PSO vs The People: Who’s Lying Now? PSO claims smart meters don’t collect personal data.
And yet, on August 15, 2016, the Attorney General’s office sent a letter to the Oklahoma Corporation Commission instructing them to adopt rules protecting Oklahoma citizens’ personal privacy in the Electric Utility Rules (Chapter 35 of Title 165). These rules were intended to protect personal data other than usage collected and transmitted by the smart meters.
How will PSO collect data?
Most people don’t realize that every device in a home has an identifiable frequency signature allowing real time display of intimate details of daily life, when you bathe, cook, do laundry and when you are home or away.
In the fall of 2015, Assistant Attorney General Jerry Sanger said the he understood the “Utilities have the potential to profit more from the customer data sold than the consumption of electricity” (Forbes and Politico). The Oklahoma Corporation Commission was to promulgate rules more than five years ago to protect our privacy.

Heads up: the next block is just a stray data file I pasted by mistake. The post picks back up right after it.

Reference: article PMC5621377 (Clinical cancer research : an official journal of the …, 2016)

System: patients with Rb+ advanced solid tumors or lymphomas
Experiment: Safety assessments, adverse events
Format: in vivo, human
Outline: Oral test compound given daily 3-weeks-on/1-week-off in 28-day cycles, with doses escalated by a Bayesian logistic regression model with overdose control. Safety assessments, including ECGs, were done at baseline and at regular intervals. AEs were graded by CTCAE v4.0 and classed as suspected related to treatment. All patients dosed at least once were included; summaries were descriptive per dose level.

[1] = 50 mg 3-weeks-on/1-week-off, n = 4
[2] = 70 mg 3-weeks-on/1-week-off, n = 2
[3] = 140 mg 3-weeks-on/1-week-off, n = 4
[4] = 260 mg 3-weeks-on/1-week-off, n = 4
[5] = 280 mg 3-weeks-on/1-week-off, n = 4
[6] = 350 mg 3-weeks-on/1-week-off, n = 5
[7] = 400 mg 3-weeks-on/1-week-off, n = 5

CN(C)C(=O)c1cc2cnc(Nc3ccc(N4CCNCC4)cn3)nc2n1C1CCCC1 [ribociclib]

Who is PSO sharing private information with?
PSO claims they aren’t collecting data other than electric usage, while other utility companies acknowledge the collection and sale of personal, real-time data. In fact, California utilities have reported sharing the information with the federal government, civil and criminal courts and law enforcement without notice to the customer. This violates Americans 4th Amendment Rights.
What is PSO doing with the data they collect?
Real-time data collection is a hot commodity, the selling of which can provide a very healthy revenue stream, which is not accountable and not reported. Considering the fact that utilities can actually make more profit from the selling of their customers’ data than by consumption of utilities, why does PSO continue to request rate increases to make up for the savings incurred by their customer for conserving electricity? But that’s another story for another day.
Through real-time data collection, PSO (and hackers) will have access to homes with AMI (Smart) meters, recording life style patterns and habits, and once the data is seized and transmitted the data is no longer protected.
To protect personal, real-time data collection the analog meter best safeguards privacy as it records only electricity usage, without the capability or risk of privacy invasion with a PSO AMI (Smart) meter.